14. Organize from multiple sources

  15. Present the information

  16. Evaluation

  17. Judge the product (effectiveness)

  18. Judge the process (efficiency)

How to Implement Digital Citizenship? Solutions

The use of technology in education is rapidly expanding, as is the need for students to develop digital citizenship skills. It is impossible to learn or master good digital citizenship skills all at once. Educators should examine the various components of good digital citizenship and find ways to incorporate them into existing classroom lessons and activities. Teaching digital citizenship through a positive lens influences learners' growth toward understanding the digital age.

Implementation necessitates careful planning, practice, and perseverance. As technology evolves and becomes more prevalent in schools, it is critical that students learn good digital citizenship skills. This does not imply rule-laden "no" statements, but rather an opportunity to emphasise the positive aspects and encourage thoughtful and empathetic intentions. These "be statements" encourage peer and learner collaboration, challenge educators to rethink traditional approaches, and prepare students to think about others first and drive their own learning in the Internet age.

1. Be Online

Below are the tools to assist learners and educators in being mindful of their online experiences.

  1. To limit screen time or take breaks from the computer, use Windows Alarm & Clock.

  2. Stay Focused, a Microsoft Edge productivity extension, can be used to block websites that could distract you while working.

  3. To recognise and communicate emotions in a safe and non-threatening online environment, use the Reflect app within Microsoft Teams.

  4. To share personal learning objectives with educators, use Microsoft Forms surveys.

  5. The Chat in Microsoft Teams ensures that conversations between educators and students occur safely and securely.

  6. A single-family organiser can use Microsoft Family Safety to set screen time limits, view family member locations, and read activity reports about websites, apps, and games that family members visit.

  7. On Windows devices, the Ease of Access menu gives you access to accessibility tools like different keyboards, Sticky Keys, mouse pointer options, magnifier tools, closed captioning, and narration.

2. Be Public

There are some strategies for assisting students and educators in being mindful of their online interactions.

  1. Use Bing to search their names regularly to see what readily available online information.

  2. Use quotation marks to find specific words or phrases paired together.

  3. Use a small dash/minus sign to exclude a phrase or ending from the search.

  4. Create digital characters that more closely resemble students or how they want to be represented online using Minecraft: Education Edition.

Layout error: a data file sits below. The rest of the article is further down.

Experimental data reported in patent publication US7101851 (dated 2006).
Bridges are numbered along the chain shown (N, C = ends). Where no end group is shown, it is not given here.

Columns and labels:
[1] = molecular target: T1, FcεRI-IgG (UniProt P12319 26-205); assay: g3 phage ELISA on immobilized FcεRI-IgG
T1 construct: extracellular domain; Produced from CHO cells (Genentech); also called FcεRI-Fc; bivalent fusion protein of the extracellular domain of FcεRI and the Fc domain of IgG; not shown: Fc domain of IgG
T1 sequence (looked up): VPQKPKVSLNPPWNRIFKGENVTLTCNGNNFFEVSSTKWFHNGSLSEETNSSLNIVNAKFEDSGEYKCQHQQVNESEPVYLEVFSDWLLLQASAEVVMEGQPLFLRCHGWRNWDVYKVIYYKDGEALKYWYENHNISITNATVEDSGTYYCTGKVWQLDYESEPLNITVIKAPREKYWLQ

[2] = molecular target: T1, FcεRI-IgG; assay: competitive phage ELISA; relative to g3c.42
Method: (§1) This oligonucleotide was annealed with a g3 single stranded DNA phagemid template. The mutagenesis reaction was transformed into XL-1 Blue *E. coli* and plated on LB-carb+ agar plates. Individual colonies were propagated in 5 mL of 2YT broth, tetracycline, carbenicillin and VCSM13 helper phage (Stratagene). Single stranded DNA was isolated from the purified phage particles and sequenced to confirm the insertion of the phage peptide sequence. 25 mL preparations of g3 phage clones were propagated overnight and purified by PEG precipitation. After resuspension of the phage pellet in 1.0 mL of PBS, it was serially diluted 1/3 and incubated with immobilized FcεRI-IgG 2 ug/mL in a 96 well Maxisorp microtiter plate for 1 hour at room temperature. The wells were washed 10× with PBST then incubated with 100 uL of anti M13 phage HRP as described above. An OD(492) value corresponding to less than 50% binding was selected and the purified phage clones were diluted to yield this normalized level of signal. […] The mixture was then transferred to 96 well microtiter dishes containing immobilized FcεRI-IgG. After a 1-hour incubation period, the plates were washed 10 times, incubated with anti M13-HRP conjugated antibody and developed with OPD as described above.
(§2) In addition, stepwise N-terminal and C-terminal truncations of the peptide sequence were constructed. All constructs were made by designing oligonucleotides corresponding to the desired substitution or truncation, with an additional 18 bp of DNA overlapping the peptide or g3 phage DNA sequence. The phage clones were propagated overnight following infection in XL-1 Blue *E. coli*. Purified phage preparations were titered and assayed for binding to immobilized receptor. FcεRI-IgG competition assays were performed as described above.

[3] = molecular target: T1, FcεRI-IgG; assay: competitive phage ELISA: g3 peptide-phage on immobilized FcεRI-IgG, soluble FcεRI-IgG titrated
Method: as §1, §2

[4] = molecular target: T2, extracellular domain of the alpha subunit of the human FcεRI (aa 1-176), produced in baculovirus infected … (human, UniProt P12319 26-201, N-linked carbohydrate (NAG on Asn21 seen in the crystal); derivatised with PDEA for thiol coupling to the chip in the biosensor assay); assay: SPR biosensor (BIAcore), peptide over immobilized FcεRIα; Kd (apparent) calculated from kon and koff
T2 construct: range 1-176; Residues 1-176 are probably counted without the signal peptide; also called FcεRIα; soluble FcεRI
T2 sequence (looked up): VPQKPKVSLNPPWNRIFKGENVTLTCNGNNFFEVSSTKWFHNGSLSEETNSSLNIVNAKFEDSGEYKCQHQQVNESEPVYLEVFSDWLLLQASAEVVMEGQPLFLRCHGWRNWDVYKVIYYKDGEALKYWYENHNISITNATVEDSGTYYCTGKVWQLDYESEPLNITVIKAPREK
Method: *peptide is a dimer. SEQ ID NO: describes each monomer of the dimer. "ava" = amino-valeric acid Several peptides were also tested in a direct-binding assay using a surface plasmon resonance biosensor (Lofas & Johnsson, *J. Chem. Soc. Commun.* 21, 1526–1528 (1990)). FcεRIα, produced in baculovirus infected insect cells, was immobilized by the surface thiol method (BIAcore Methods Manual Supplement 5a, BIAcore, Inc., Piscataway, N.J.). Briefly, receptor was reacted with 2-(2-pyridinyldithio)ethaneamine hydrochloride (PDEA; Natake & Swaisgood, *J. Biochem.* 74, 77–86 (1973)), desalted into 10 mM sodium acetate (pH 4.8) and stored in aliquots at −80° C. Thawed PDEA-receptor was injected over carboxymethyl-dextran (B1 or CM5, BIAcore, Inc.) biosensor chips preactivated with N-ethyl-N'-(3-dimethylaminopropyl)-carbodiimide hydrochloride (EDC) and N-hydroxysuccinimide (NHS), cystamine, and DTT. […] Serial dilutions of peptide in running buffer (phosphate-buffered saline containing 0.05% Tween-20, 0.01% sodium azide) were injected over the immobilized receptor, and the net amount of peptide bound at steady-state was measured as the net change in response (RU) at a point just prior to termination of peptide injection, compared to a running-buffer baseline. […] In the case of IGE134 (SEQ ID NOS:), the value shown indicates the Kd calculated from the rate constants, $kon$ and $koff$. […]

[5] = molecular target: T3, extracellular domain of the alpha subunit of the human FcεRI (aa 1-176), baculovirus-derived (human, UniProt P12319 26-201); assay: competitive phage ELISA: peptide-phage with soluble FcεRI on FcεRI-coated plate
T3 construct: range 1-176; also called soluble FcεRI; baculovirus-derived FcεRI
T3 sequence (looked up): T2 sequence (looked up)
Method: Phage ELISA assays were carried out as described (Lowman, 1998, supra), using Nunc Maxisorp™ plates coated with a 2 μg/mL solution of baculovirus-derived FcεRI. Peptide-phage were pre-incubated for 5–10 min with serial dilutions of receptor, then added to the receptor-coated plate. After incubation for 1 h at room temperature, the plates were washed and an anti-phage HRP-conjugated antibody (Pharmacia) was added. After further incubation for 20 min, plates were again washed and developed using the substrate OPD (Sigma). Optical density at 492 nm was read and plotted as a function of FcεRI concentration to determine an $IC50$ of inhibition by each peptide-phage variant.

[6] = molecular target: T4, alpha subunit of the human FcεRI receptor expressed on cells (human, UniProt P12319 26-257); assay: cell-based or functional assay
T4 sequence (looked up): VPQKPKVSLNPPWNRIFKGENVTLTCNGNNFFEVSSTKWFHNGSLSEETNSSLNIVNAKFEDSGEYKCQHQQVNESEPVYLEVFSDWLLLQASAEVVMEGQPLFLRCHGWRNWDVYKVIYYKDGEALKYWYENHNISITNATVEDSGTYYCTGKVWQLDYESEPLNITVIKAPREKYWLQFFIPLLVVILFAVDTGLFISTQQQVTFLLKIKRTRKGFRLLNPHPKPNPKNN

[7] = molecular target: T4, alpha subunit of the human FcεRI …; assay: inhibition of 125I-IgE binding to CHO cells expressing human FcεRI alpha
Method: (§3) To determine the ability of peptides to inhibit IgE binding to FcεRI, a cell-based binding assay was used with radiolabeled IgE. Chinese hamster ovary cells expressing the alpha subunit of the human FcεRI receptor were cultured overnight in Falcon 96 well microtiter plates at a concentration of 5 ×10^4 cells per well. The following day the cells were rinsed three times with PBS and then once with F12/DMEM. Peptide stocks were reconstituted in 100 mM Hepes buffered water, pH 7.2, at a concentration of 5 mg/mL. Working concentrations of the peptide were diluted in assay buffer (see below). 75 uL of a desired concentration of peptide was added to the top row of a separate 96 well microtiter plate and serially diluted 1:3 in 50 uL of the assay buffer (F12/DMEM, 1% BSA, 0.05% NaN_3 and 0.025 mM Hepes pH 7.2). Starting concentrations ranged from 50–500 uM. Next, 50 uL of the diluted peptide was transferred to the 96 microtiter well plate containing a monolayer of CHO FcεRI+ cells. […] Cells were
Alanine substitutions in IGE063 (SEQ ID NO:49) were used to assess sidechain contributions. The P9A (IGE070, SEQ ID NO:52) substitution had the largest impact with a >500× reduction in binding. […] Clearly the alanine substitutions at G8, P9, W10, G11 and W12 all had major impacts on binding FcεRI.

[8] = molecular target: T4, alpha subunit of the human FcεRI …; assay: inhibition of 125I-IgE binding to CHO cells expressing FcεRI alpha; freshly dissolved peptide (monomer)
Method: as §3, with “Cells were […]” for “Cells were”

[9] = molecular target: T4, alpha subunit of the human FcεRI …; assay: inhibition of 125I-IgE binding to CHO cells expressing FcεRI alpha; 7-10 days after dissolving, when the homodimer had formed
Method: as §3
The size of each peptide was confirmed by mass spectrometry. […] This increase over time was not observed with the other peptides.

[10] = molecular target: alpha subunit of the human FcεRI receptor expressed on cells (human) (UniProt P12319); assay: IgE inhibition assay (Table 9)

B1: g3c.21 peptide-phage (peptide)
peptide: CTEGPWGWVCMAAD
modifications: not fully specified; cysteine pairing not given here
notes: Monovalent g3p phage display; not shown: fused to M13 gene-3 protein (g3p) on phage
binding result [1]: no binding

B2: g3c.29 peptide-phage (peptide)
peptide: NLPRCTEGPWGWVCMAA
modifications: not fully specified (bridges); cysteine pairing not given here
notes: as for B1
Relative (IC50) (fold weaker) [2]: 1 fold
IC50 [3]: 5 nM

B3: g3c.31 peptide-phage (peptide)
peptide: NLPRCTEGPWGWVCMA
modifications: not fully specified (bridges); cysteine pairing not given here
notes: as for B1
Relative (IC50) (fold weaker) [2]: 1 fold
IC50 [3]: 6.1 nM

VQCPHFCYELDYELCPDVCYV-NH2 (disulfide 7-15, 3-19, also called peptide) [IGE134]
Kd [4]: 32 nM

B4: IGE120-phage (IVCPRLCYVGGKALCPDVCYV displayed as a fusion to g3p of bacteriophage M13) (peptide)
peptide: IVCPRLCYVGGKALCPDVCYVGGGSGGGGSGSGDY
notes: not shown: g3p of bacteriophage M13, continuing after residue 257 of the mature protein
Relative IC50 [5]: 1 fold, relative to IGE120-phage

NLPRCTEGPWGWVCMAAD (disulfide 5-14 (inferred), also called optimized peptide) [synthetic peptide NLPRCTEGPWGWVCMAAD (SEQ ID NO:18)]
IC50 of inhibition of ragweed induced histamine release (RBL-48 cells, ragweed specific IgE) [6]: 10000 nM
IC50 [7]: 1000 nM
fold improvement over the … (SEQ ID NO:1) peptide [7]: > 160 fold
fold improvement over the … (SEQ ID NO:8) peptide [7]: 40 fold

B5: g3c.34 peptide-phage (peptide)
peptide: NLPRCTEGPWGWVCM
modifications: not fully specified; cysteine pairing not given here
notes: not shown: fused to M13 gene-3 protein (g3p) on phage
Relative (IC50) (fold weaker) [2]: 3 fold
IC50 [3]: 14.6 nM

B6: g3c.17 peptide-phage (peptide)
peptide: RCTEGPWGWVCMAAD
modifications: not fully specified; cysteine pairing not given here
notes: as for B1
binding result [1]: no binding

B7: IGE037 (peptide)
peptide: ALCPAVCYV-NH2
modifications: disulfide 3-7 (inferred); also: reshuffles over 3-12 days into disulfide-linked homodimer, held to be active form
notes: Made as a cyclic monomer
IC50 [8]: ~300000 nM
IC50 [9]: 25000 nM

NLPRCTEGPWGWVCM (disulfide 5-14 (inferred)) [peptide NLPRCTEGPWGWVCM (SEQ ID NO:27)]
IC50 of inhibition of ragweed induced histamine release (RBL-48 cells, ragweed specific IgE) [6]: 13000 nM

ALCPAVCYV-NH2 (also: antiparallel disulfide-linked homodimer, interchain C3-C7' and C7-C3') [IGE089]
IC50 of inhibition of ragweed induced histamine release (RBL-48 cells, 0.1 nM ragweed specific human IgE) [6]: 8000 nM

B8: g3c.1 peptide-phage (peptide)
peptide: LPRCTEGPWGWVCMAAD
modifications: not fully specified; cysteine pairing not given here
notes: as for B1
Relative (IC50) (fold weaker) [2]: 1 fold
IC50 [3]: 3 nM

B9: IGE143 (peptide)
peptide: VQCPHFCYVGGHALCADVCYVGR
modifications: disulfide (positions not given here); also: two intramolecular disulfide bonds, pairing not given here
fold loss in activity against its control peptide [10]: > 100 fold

5. When you use Paint 3D on a Windows device, it creates a three-dimensional avatar that you can use across all of your devices and account profiles to express who you are or how you feel about sharing online.

  6. LinkedIn is being used to help people create and refine their digital footprints for professional or collegiate purposes.

  7. Using the Career Coach connector in Microsoft Teams, explore potential career paths that interest them.

3. Be Personal

Digital privacy can be taught to keep private information safe by using various Microsoft tools below to help make online experiences more personal and secure.

  1. Microsoft Stream is a secure video service for managing video content in schools.

  2. Flipgrid, a social learning platform, amplifies learner voices within a secure and accessible walled garden.

  3. Students create a digital vault within the Minecraft: Education Edition world to store personal data such as usernames and passwords, emphasising the importance of keeping a digital locker for sensitive information.

  4. Password Strength Checker is a free app for Windows devices that evaluates the strength of password strings.

  5. The Password Generator in Microsoft Edge automatically generates a strong, unique password suggestion.

4. Be Respectful

Here are some tools to help students cite and attribute:

  1. Bing Visual Search is a tool for searching the web with images rather than text.

  2. Bing, Microsoft's web search engine, allows users to perform image searches and filter them based on the Creative Commons licencing system's restrictions on use, sharing, and modification.

  3. Microsoft Teams, a collaborative platform for educational use, now integrates with Turnitin, a product designed to flag plagiarised documents and check for similar language in assignments.

  4. Microsoft OneNote offers auto-citations with direct links to websites to capture and organise resources and information from the web into a digital notebook.

  5. The Editor feature in Microsoft Word allows for suggested edits and revisions to documents and a Similarity Checker that shows how much content in a document is similar.

5. Be Perceptive

Use the tools below to recognise and be protected from phishing and scamming attacks and what to do if a phishing attack is realised.

  1. Bing Safe Search allows learners to focus on the quality of information retrieved and avoid information that does not meet search expectations.

  2. assess whether online information is accurate.

  3. Microsoft Edge browser, including ad-blocking extensions or Microsoft Editor, improve online searches and remove distractors.

  4. Focused Inbox available for Microsoft 365, Exchange and holds important messages defined by the user.

  5. Add to Safe Senders option filters messages from known contacts.

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Digital citizenship: Prepare today’s learners for online success. (2022). Microsoft.

Welcome to the Big6! (n.d.).